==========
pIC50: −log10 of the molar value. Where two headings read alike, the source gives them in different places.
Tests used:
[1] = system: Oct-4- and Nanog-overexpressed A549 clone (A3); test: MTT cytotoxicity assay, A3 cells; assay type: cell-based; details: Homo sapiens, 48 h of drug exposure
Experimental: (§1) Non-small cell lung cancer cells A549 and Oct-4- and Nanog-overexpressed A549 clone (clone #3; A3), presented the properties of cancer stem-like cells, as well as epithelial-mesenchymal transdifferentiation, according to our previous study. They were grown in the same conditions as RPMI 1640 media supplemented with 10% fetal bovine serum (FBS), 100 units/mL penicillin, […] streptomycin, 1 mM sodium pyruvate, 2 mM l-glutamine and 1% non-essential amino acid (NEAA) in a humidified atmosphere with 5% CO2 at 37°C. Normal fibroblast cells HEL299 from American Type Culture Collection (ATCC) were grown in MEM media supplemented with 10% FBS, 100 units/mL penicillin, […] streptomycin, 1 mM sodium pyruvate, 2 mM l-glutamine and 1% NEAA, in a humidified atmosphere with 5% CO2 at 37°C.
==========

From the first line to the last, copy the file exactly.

pIC50: −log10 of the molar value. Where two headings read alike, the source gives them in different places.
Tests used:
[1] = system: Oct-4- and Nanog-overexpressed A549 clone (A3); test: MTT cytotoxicity assay, A3 cells; assay type: cell-based; details: Homo sapiens, 48 h of drug exposure
Experimental: (§1) Non-small cell lung cancer cells A549 and Oct-4- and Nanog-overexpressed A549 clone (clone #3; A3), presented the properties of cancer stem-like cells, as well as epithelial-mesenchymal transdifferentiation, according to our previous study. They were grown in the same conditions as RPMI 1640 media supplemented with 10% fetal bovine serum (FBS), 100 units/mL penicillin, […] streptomycin, 1 mM sodium pyruvate, 2 mM l-glutamine and 1% non-essential amino acid (NEAA) in a humidified atmosphere with 5% CO2 at 37°C. Normal fibroblast cells HEL299 from American Type Culture Collection (ATCC) were grown in MEM media supplemented with 10% FBS, 100 units/mL penicillin, […] streptomycin, 1 mM sodium pyruvate, 2 mM l-glutamine and 1% NEAA, in a humidified atmosphere with 5% CO2 at 37°C.